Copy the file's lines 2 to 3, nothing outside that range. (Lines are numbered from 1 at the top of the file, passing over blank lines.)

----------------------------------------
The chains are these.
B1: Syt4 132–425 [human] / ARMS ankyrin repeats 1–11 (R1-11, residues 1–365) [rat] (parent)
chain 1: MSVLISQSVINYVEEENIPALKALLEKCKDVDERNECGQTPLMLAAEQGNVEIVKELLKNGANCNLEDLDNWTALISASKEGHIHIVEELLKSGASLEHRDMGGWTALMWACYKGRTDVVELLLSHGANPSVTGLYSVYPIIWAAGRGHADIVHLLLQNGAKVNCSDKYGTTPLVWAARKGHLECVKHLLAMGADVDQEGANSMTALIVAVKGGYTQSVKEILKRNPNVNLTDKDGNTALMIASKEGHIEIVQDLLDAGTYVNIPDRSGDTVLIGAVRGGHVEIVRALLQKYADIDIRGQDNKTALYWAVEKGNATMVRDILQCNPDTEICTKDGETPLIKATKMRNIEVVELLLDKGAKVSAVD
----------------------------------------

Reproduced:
B1: Syt4 132–425 [human] / ARMS ankyrin repeats 1–11 (R1-11, residues 1–365) [rat] (parent)
chain 1: MSVLISQSVINYVEEENIPALKALLEKCKDVDERNECGQTPLMLAAEQGNVEIVKELLKNGANCNLEDLDNWTALISASKEGHIHIVEELLKSGASLEHRDMGGWTALMWACYKGRTDVVELLLSHGANPSVTGLYSVYPIIWAAGRGHADIVHLLLQNGAKVNCSDKYGTTPLVWAARKGHLECVKHLLAMGADVDQEGANSMTALIVAVKGGYTQSVKEILKRNPNVNLTDKDGNTALMIASKEGHIEIVQDLLDAGTYVNIPDRSGDTVLIGAVRGGHVEIVRALLQKYADIDIRGQDNKTALYWAVEKGNATMVRDILQCNPDTEICTKDGETPLIKATKMRNIEVVELLLDKGAKVSAVD